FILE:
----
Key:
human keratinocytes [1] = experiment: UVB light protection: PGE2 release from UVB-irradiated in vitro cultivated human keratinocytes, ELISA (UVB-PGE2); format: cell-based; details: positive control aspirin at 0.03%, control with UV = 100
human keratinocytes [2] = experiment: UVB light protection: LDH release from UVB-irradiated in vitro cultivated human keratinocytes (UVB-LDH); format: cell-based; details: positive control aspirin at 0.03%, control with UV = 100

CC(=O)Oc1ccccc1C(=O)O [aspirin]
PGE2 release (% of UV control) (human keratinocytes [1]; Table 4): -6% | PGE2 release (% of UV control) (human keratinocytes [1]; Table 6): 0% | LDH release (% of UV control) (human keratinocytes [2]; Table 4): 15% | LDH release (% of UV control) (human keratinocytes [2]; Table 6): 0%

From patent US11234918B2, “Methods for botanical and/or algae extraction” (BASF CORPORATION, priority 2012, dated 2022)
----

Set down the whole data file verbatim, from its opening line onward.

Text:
Key:
human keratinocytes [1] = experiment: UVB light protection: PGE2 release from UVB-irradiated in vitro cultivated human keratinocytes, ELISA (UVB-PGE2); format: cell-based; details: positive control aspirin at 0.03%, control with UV = 100
human keratinocytes [2] = experiment: UVB light protection: LDH release from UVB-irradiated in vitro cultivated human keratinocytes (UVB-LDH); format: cell-based; details: positive control aspirin at 0.03%, control with UV = 100

CC(=O)Oc1ccccc1C(=O)O [aspirin]
PGE2 release (% of UV control) (human keratinocytes [1]; Table 4): -6% | PGE2 release (% of UV control) (human keratinocytes [1]; Table 6): 0% | LDH release (% of UV control) (human keratinocytes [2]; Table 4): 15% | LDH release (% of UV control) (human keratinocytes [2]; Table 6): 0%

From patent US11234918B2, “Methods for botanical and/or algae extraction” (BASF CORPORATION, priority 2012, dated 2022)